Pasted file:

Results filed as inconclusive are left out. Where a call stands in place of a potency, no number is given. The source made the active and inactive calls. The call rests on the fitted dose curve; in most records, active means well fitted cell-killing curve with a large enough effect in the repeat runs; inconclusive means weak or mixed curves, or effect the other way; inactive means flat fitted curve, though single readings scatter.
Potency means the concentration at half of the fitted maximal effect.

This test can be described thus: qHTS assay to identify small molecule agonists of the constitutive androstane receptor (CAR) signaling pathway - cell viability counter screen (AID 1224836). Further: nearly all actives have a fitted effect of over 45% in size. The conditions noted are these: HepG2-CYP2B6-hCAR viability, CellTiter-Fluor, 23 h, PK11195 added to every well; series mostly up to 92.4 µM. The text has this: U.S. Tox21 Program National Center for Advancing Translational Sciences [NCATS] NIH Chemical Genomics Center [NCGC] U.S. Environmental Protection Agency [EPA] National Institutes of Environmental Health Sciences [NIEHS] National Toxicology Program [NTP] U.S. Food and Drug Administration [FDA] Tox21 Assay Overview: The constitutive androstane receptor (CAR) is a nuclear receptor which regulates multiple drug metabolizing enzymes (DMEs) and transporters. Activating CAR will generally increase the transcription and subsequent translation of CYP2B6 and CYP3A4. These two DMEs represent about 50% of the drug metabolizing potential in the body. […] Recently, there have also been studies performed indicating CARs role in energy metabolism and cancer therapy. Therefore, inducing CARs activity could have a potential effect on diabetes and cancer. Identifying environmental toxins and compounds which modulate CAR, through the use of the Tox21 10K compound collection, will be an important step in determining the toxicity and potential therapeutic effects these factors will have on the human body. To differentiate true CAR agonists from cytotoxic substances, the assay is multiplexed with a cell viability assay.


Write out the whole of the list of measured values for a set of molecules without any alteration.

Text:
Results filed as inconclusive are left out. Where a call stands in place of a potency, no number is given. The source made the active and inactive calls. The call rests on the fitted dose curve; in most records, active means well fitted cell-killing curve with a large enough effect in the repeat runs; inconclusive means weak or mixed curves, or effect the other way; inactive means flat fitted curve, though single readings scatter.
Potency means the concentration at half of the fitted maximal effect.

This test can be described thus: qHTS assay to identify small molecule agonists of the constitutive androstane receptor (CAR) signaling pathway - cell viability counter screen (AID 1224836). Further: nearly all actives have a fitted effect of over 45% in size. The conditions noted are these: HepG2-CYP2B6-hCAR viability, CellTiter-Fluor, 23 h, PK11195 added to every well; series mostly up to 92.4 µM. The text has this: U.S. Tox21 Program National Center for Advancing Translational Sciences [NCATS] NIH Chemical Genomics Center [NCGC] U.S. Environmental Protection Agency [EPA] National Institutes of Environmental Health Sciences [NIEHS] National Toxicology Program [NTP] U.S. Food and Drug Administration [FDA] Tox21 Assay Overview: The constitutive androstane receptor (CAR) is a nuclear receptor which regulates multiple drug metabolizing enzymes (DMEs) and transporters. Activating CAR will generally increase the transcription and subsequent translation of CYP2B6 and CYP3A4. These two DMEs represent about 50% of the drug metabolizing potential in the body. […] Recently, there have also been studies performed indicating CARs role in energy metabolism and cancer therapy. Therefore, inducing CARs activity could have a potential effect on diabetes and cancer. Identifying environmental toxins and compounds which modulate CAR, through the use of the Tox21 10K compound collection, will be an important step in determining the toxicity and potential therapeutic effects these factors will have on the human body. To differentiate true CAR agonists from cytotoxic substances, the assay is multiplexed with a cell viability assay.